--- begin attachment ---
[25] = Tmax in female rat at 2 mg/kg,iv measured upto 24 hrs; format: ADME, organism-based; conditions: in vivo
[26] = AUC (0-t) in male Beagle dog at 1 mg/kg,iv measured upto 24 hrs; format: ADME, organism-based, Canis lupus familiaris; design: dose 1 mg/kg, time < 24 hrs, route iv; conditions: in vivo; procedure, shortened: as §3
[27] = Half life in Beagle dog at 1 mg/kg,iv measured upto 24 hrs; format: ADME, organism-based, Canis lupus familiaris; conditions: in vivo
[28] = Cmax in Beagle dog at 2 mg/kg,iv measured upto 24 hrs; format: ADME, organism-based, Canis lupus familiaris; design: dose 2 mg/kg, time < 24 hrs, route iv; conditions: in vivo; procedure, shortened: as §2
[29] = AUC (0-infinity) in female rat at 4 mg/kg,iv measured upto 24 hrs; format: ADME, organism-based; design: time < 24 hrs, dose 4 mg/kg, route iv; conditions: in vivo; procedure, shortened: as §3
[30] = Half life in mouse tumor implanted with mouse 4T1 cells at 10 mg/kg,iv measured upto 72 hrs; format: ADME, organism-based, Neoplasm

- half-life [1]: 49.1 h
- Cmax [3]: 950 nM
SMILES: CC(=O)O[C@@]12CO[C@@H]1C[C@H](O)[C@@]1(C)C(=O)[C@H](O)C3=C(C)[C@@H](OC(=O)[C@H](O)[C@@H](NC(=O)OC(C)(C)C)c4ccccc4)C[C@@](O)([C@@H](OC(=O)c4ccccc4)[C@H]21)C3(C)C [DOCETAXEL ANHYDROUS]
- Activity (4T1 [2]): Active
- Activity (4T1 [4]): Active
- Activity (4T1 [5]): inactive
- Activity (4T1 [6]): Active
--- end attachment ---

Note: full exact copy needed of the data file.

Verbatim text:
[25] = Tmax in female rat at 2 mg/kg,iv measured upto 24 hrs; format: ADME, organism-based; conditions: in vivo
[26] = AUC (0-t) in male Beagle dog at 1 mg/kg,iv measured upto 24 hrs; format: ADME, organism-based, Canis lupus familiaris; design: dose 1 mg/kg, time < 24 hrs, route iv; conditions: in vivo; procedure, shortened: as §3
[27] = Half life in Beagle dog at 1 mg/kg,iv measured upto 24 hrs; format: ADME, organism-based, Canis lupus familiaris; conditions: in vivo
[28] = Cmax in Beagle dog at 2 mg/kg,iv measured upto 24 hrs; format: ADME, organism-based, Canis lupus familiaris; design: dose 2 mg/kg, time < 24 hrs, route iv; conditions: in vivo; procedure, shortened: as §2
[29] = AUC (0-infinity) in female rat at 4 mg/kg,iv measured upto 24 hrs; format: ADME, organism-based; design: time < 24 hrs, dose 4 mg/kg, route iv; conditions: in vivo; procedure, shortened: as §3
[30] = Half life in mouse tumor implanted with mouse 4T1 cells at 10 mg/kg,iv measured upto 72 hrs; format: ADME, organism-based, Neoplasm

- half-life [1]: 49.1 h
- Cmax [3]: 950 nM
SMILES: CC(=O)O[C@@]12CO[C@@H]1C[C@H](O)[C@@]1(C)C(=O)[C@H](O)C3=C(C)[C@@H](OC(=O)[C@H](O)[C@@H](NC(=O)OC(C)(C)C)c4ccccc4)C[C@@](O)([C@@H](OC(=O)c4ccccc4)[C@H]21)C3(C)C [DOCETAXEL ANHYDROUS]
- Activity (4T1 [2]): Active
- Activity (4T1 [4]): Active
- Activity (4T1 [5]): inactive
- Activity (4T1 [6]): Active